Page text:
But let’s not stop there. Measuring code coverage of your tests is a useful metric to gain insights and improve your test suite.
We’ll open the tutorial with a brief overview of QUnit itself, so we’re on the same page in regards to this tool. After that, we’ll talk a little bit about code coverage, explaining why it’s such an important test metric. Finally, we’ll get to the “tutorial” part of the post, in which we’ll actually walk you through how to get started with QUnit. Let’s begin.
If you’re already familiar with QUnit, you can skip to the next section.
If you’re testing logic that will run in the browser but doesn’t interact with the DOM, I recommend running your tests in a Node.js process. It will also be easier to integrate with a CI/CD pipeline.
Code coverage is an important metric related to testing and quality. It indicates the ratio of source code that is covered—that is, exercised by—at least one automated unit test.
The simplest type of code coverage is line coverage, which it’s calculated just by getting the number of lines covered by a least a single test and dividing by the total number of lines in the application. So, if an application has 100000 lines of code and just 45 thousand of them are covered by tests, we can say the line coverage of this app is 45%.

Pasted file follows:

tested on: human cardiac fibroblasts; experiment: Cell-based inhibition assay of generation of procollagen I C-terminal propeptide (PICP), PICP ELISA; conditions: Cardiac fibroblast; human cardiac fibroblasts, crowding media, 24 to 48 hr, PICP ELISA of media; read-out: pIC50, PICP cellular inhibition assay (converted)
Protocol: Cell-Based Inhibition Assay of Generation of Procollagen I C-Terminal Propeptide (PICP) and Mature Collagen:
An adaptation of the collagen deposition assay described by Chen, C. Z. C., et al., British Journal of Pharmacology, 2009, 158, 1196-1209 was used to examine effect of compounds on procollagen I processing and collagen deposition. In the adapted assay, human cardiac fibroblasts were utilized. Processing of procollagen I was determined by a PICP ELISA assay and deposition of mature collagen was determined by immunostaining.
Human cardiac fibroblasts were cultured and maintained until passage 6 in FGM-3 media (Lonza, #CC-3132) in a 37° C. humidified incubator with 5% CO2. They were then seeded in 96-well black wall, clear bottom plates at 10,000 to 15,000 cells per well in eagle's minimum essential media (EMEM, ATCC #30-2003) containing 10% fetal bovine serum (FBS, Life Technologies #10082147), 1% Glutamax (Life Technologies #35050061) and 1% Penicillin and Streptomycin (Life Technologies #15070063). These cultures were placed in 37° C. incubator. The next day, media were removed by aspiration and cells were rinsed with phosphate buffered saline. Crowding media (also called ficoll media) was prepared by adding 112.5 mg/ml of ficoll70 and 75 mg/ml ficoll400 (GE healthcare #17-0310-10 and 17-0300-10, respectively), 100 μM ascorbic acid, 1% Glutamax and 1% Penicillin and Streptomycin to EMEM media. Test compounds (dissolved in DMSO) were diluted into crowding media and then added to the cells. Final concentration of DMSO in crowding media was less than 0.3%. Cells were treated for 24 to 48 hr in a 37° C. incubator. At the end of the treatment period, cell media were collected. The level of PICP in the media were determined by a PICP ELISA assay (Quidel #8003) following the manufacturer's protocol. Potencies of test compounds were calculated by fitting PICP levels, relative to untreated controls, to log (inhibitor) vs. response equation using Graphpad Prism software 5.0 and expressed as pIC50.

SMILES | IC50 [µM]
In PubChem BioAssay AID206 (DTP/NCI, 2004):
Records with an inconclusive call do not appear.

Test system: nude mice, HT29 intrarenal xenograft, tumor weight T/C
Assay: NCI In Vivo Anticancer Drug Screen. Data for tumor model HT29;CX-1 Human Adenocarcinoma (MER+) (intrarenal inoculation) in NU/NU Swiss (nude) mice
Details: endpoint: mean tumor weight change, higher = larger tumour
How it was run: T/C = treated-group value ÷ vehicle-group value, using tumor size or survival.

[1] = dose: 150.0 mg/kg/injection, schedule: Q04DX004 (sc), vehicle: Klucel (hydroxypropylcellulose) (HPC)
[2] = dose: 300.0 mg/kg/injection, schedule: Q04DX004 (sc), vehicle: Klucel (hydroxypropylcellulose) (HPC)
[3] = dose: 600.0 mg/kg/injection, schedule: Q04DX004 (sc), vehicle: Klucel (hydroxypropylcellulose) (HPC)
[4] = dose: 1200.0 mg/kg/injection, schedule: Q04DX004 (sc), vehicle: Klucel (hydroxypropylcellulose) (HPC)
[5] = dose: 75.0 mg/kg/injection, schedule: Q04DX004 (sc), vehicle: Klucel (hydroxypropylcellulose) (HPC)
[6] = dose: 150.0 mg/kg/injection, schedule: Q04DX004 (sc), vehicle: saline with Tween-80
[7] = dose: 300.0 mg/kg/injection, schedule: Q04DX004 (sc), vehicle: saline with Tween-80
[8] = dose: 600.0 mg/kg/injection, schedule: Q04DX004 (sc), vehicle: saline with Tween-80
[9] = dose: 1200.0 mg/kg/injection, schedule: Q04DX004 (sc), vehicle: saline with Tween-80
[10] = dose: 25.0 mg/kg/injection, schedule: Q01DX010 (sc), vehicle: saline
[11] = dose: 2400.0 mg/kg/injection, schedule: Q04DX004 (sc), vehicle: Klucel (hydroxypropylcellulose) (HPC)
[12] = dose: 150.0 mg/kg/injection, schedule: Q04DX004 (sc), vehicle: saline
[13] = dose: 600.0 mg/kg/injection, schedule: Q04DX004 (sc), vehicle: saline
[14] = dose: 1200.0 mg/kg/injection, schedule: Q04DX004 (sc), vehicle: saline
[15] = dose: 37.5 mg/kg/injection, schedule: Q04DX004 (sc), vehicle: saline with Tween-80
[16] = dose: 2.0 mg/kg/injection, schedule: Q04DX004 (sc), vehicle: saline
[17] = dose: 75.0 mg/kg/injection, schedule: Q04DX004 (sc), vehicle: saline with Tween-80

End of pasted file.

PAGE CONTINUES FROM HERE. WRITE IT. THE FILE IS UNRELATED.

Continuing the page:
However, there are more involved—and more useful—forms of coverage, such as branch coverage, which determines the ratio of logical branches in the code that have been exercised by tests.
Code coverage lets you know the extent to which your source code is tested. Having a code coverage that’s too low is a bad sign; it means your test suite is unable to act as a safety net to developers, allowing them to refactor code fearlessly, or add new features at a fast pace without fear of introducing regressions. A great way to achieve high code coverage is to use TDD (test-driven development.)
Before we move on, you must keep in mind an important pitfall of code coverage. This metric, alone, can’t really guarantee quality. That’s because code coverage doesn’t say anything about the quality of your unit tests. It’s totally possible to have 100% coverage with your tests still being insufficient or not effective.
In other words, while low code coverage is definitely bad, high coverage isn’t necessarily good. In order to achieve great tests, you need to couple code coverage with practices or tools that ensure quality. TDD is a great practice for that since it encourages you to write simple tests. Mutation testing is also a practice you can adopt to verify the quality of your test suite.
With that being said, it’s time to roll up our sleeves and get started with QUnit.
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